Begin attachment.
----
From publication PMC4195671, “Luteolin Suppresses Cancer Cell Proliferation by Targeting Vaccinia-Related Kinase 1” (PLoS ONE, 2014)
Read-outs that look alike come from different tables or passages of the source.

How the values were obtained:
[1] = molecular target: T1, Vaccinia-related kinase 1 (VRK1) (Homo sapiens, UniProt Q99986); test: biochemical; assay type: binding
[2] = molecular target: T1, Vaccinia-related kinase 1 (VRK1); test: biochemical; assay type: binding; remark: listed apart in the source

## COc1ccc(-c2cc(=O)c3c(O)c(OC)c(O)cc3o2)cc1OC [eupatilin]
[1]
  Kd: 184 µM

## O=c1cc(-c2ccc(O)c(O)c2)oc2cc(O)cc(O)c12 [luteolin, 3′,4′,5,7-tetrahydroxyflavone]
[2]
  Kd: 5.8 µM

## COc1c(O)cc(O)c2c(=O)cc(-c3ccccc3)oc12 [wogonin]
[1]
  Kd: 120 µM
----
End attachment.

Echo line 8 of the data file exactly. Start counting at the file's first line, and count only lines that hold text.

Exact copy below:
  Kd: 184 µM